Just like countries have gross national income (GNI), both industries and individual companies have a growth rate. Keeping track of industry and company growths in relation to their size and the country’s GNI should be very important for any investor. Only then you will know when and how much to invest in a company, besides the kind of returns you can expect and for how long you should expect them. In Lynch’s typology, there are six different types of companies:
Once you found or discover a company with a product that guarantees it’s going to be a success even if an idiot runs it – then you’ve found your investment. However, there are 13 additional traits which may further direct your decision. These are all good signs:
Just as there are signs to tell you which companies are good investments, there are indications that might suggest the opposite. For example, it’s never a good idea to buy “the next big something” or to invest money in “the stock with the exciting name.” On the contrary, find good, possibly ignored companies with seemingly dull names that might hold off hotheaded investors from driving up their price artificially.
Additionally, don’t buy stocks that people lower their voices to share with you. These are “the whisper stocks,” “the whiz-bang stories,” the longshots. Beware middleman companies as well, that is to say, companies that sell 25% to 50% of their products to a single customer. If the loss of one customer is catastrophic to a supplier – then it is not a good company to bet your money on. Finally, avoid profitable companies that blow money on foolish acquisitions. These “diworseifications” – as Lynch calls maximize losses for both companies and investors.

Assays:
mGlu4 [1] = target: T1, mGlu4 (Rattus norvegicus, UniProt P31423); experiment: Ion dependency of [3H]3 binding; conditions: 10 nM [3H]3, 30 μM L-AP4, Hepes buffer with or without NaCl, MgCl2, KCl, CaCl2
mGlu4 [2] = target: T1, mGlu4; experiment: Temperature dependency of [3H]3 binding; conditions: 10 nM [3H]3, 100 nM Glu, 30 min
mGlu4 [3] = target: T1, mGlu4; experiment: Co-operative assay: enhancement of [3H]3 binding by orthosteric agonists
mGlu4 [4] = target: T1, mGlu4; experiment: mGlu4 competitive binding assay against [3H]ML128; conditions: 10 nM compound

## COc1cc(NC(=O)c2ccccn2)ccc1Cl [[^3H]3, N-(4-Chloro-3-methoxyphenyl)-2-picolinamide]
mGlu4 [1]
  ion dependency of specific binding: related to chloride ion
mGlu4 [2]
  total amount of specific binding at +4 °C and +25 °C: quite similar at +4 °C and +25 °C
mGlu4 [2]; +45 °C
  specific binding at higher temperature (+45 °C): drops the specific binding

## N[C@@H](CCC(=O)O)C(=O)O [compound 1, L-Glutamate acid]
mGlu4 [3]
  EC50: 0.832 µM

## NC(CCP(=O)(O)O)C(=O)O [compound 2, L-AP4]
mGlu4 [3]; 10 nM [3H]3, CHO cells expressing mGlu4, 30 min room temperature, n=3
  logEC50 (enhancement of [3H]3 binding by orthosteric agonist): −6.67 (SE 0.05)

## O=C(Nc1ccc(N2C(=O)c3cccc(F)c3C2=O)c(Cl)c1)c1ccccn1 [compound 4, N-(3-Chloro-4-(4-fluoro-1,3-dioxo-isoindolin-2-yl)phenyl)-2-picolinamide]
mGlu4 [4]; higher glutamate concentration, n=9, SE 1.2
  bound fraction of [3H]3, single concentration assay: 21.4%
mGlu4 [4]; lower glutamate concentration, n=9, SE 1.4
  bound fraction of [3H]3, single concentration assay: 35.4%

Pythagoras was one of the smartest men of the ancient world and, yet, he believed that evil spirits hide in rumpled bedsheets. Supposedly intelligent “professional investors” are no different: they might be right about one thing, but immensely wrong about another. However, it’s thanks to them that some dangerous myths about investing have become part of common wisdom. The following 12 are perhaps the most dangerous – as well as the silliest:
Brimming with intelligence and charisma, “One Up on Wall Street” is certainly one of the best books on investing ever written.
If you have any interest whatsoever in individual stock-investing, then reading this book should be a no-brainer.
Before you buy a share of anything, ask yourself the following three questions: Do I own a house? Do I need the money? Do I have the personal qualities that will bring me success in stocks? Never ignore the following two rules: “Only invest what you could afford to lose without that loss having any effect on your daily life in the foreseeable future;” and invest only in what you know and understand.
Peter Lynch is an American mutual fund manager, investing icon, and philanthropist. In 1977, he was named the head of the Magellan Fund. During his 13-year tenure, Lynch consistently more than doubled the S&P 500 market index, averaging almost 30% annual return,... (Read more)